HC Deb 09 May 1928 vol 217 cc241-4
Lieut.-Commander ASTBURY

I beg to move, That leave be given to bring in a Bill to extend the rights of parishioners in respect of the presentation to benefices. I should like to make two preliminary observations. In the first place, the Bill is non-political and is backed by representatives of all parties. Secondly, it is an earnest desire on my part to endeavour to bring peace within the Established Church of England, and order out of chaos. It is within the recollection of the House that when the Prayer Book was placed before us, it was rejected. When it comes before us again, whether it is rejected or accepted by the House, it will be equally impossible to get any peace within the Church of England. We have noticed the controversy that has been going on in the country and in the Press. I should like to give one instance with regard to what is going on in different parts of the country. I have received a letter this morning from Darwen saying that an Anglo-Catholic has been forced on the congregation there. He forced his views on them, but they would not tolerate it, and the only result will be that the Church will be emptied. I do not think we will get any peace in the Church of England as long as the Bishops or any lay-patron have the right to appoint a man whose doctrines are distasteful to the parishioners, and we know the Bishops have declared it is out of their power to control the clergy from introducing illegal doctrines into the Church. That being so, I do not think the Bill will abrogate or take away any power from the Bishops, and for this reason, that if a Bishop appoints a man and the parochial council approves of him, no power of veto would be exercised.

4.0 p.m.

In a case like Darwen and other places where either the Bishop or lay patron appoints a clergyman who introduces a doctrine which not only distresses and hurts those who attend the parish church, it is plain they are not doing their duty and the parochial council ought to exercise this power of veto. We know very well that a Church cannot exist, or that there can never be any peace within the Church, until the Bishops have the laity working with them. The churches exist by the attendance of the laity. I think it is obvious that, unless the laity have the power to say whom they will have presiding in their churches, we are never going to get any peace in the Church. There might be two arguments urged against the Bill. One is that the parochial council are not representative. But that remark applies equally to the Church Assembly. If the parochial council were given the power to take a real and active part in the Church, I think we should get peace within the Church, and we should find that every parishioner would take very good care that he was placed on the electoral roll. I would like to read the main Clause of the Bill, which is only a short Bill.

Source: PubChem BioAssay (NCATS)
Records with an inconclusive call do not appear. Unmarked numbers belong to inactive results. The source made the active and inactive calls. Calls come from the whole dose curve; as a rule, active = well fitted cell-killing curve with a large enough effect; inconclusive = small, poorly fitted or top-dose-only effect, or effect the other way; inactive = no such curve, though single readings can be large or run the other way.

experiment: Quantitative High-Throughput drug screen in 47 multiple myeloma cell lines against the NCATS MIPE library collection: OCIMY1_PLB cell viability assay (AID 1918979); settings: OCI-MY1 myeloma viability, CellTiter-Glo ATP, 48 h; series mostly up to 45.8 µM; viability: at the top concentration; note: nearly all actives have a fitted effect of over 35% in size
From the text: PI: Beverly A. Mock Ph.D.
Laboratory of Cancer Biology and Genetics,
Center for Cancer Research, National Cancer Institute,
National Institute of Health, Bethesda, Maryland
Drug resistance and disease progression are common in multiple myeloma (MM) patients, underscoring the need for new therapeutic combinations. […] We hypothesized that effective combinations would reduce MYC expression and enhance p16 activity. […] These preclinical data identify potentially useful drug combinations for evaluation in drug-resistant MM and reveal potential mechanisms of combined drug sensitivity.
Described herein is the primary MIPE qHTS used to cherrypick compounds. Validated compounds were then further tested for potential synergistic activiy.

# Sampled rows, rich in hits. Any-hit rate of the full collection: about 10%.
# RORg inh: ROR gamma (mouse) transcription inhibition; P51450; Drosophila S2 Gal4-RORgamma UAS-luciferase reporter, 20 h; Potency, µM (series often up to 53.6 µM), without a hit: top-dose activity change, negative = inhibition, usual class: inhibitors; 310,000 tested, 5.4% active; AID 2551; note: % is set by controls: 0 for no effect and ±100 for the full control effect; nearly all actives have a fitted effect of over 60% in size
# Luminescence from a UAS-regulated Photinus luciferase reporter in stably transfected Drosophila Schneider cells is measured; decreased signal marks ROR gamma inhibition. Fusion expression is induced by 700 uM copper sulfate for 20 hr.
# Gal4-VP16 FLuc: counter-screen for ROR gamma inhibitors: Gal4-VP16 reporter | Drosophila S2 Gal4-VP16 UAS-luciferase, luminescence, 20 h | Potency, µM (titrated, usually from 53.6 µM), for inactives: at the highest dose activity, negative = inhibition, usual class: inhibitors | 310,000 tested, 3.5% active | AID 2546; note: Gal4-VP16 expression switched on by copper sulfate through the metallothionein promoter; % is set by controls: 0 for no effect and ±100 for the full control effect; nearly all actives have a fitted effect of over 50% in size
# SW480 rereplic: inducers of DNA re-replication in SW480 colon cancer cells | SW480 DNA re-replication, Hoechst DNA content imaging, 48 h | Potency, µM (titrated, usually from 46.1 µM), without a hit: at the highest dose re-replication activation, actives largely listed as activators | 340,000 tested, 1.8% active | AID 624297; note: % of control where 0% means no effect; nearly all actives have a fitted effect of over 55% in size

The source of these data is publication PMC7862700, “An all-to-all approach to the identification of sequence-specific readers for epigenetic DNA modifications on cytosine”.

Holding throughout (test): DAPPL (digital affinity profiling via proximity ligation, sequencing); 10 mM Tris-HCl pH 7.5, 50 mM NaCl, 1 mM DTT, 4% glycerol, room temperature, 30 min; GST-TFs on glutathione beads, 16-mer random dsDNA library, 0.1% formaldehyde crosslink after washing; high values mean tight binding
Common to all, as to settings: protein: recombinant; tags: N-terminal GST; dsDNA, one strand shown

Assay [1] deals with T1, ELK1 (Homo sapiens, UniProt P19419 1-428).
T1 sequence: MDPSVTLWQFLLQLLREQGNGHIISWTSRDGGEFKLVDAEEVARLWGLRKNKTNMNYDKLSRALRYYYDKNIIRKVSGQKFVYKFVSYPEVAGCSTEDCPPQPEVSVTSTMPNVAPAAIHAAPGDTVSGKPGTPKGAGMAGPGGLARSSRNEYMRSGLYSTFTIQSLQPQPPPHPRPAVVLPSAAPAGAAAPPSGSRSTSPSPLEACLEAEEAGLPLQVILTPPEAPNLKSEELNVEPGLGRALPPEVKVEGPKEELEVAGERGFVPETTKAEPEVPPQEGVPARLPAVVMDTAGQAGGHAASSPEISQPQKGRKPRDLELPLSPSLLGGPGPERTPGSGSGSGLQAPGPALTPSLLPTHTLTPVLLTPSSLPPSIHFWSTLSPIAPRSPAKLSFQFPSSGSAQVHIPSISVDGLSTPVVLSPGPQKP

I am sorry to interrupt my hon. and gallant Friend, but may I ask him a question?


The hon. and gallant Member has only 10 minutes in which to ask for leave to introduce the Bill.

Lieut.-Commander ASTBURY

I would be prepared to answer any question, but 10 minutes is a very short time for what I have to say. The main Clause of the Bill states: No presentation by a spiritual patron to a vacant benefice shall be received by a Bishop and no presentation by a lay patron, other than His Majesty the King, his heirs and successors, to a vacant benefice shall he followed by the institution or admission of the presentee by a Bishop and no collation shall be made by a Bishop to a vacant benefice in his presentation unless the parochial church council of the Parish to which the presentee in each case shall have been nominated or presented or shall be intended by the Bishop to be collated, shall first, having been duly convened, resolve by a clear majority of votes that such presentee is acceptable to the parochial church council and communicate the resolution in writing to the Bishop. I would only say again that a Bill like this seems to me to be the only hope of getting peace in the Church of England. I am confident that, unless some such Bill as this is passed, the Church will be split from top to bottom. I shall not keep the House longer, because it must be plain to everyone what the terms of the Bill are and what they mean. I would urge every hon. Member, irrespective of party, to give me leave to bring in the Bill, and by so doing give the vast majority of Churchmen in this country the chance of seeing that the principles fought for and established at the Reformation shall be maintained.